like titles on old motorcycles, if you don’t have the proper papers, things will be difficult. the govt devalues more useful people and property by creating these bureaucratic lists and requiring state sanctioned approval… at least the kids will be safe!

    26. #26 |  James D | 

      The problem with Flake though is that he lives up to his name sometimes .n Some in AZ are furious that he didn’t show up to vote against the Cap and Trade (Tax) bill …. was at some family picnic or some such BS.

    27. #27 |  Mario | 

      However, a Metro police department spokesperson said the dog was acting aggressively and was coming at one of the officers.

      Actually, by entering the home for no good reason, I think it’s the officers who were acting aggressively.

    28. #28 |  Andrew Williams | 

      IMO, the gold standard of perspective is still Charles and Ray Eames’ Powers of Ten (w/narration by Philip Morrison): http://www.youtube.com/watch?v=wm0bIuAVmOA

    29. #29 |  UCrawford | 

      I’ve hated Martha Coakley ever since she tried to railroad my cousin on first-degree murder charges to help her re-election campaign for Middlesex DA.

      http://relentlessdefense.com/pring.wilson.case.html

      Leave it to the state of Massachusetts to field a candidate to replace Ted Kennedy with one of the few politicians I despise even more than Ted Kennedy. It’s uncanny.

    30. #30 |  Richard Gober | 

      Radley, I am with you on prosecutors who are overzealous regarding the prescription drugs, but a lot of pain meds are really, really overprescribed. There are some huge problems with opiate based pain medicines in the upper Southeast and Midwest that are staggering. It is not propaganda. You can get a good look at it in the workers’ compensation systems of most states. Pain meds are killing those people and turning them into malingering losers. I am perplexed at how many doctors in this system prescribe these meds for people. The research is evolving that the co-morbid conditions caused by pain meds may be perpetuating many WC claimant’s problems in returning to work. It’s not really hard to see when you look at so many non-work comp injured people leading more productive lives than similarly injured WC claimants. Opiate based pain meds is definately a player in it. To deny that is sticking your head in the sand. They are terrible.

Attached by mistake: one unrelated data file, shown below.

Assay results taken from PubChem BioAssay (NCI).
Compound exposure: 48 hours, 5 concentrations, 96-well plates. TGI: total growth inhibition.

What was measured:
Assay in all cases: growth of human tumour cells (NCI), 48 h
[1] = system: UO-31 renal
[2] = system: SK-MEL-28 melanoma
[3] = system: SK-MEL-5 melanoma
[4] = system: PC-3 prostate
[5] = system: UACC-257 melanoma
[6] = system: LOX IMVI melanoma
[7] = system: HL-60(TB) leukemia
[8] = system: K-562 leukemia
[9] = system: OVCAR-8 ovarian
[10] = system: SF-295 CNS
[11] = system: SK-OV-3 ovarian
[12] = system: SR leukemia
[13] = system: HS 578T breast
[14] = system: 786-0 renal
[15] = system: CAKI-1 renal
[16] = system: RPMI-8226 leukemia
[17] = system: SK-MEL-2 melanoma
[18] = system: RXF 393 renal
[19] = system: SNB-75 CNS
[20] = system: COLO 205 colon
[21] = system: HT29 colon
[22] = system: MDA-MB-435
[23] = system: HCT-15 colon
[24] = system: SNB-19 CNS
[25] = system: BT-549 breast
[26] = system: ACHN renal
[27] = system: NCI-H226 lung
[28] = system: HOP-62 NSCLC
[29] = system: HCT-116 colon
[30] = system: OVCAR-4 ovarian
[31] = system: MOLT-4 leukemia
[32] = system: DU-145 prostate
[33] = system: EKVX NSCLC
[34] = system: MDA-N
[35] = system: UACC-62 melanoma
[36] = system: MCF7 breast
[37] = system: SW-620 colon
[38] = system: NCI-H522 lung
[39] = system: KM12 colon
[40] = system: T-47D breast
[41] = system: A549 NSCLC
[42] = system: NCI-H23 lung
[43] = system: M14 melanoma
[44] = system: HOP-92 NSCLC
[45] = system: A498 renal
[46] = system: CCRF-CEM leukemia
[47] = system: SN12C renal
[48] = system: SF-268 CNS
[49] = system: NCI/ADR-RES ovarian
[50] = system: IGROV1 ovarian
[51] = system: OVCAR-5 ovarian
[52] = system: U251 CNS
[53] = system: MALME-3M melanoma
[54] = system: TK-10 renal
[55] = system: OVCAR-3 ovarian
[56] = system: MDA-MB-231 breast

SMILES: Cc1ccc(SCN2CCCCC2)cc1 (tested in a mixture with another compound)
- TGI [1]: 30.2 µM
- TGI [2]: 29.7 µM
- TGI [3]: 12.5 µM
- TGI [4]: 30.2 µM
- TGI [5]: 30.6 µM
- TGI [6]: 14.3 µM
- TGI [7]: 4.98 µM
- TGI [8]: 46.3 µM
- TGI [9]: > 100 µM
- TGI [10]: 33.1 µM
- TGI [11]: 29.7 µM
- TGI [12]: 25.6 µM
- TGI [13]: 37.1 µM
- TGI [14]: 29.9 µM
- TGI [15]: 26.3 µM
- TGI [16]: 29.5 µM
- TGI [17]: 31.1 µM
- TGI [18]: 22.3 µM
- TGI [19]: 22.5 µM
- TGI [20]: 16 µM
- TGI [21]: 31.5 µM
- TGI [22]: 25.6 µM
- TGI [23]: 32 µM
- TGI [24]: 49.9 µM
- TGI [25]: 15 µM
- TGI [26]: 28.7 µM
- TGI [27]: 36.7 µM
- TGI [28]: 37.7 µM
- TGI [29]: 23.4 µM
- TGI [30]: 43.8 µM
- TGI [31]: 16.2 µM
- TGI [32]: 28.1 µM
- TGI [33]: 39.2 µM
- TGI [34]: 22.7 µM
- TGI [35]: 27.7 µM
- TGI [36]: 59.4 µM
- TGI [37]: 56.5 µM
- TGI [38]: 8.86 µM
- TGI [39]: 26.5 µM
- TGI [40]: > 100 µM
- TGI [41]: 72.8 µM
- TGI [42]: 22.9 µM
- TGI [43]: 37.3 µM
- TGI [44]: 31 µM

31. #31 |  Boyd Durkin | 

      The bailout of GM will serve as huge comedy over the coming years. A business run by politics and politicians.

      Some of the results will be predictable, but I can’t wait for the little surprises that are sure to arrive.

      I agree with the Montana dude’s actions, but probably not his motivation. He SHOULD be in GM’s bidness…often.

    32. #32 |  Leon Wolfeson | 

      And everyone else involved is telling that UK council they’re misapplying the law, as well.

    33. #33 |  Marty | 

      #30

      ‘…but a lot of pain meds are really, really overprescribed.’

      please supply some links supporting your position, particularly regarding wc. I think, in general Americans are quick to look for pharmaceutical solutions to many issues that may not require drugs. I’m not sure this is anyone’s business except the person taking the drug. I understand there’s a downside to just about everything, but I believe there’s a shortage of opiate based pain medication in the world.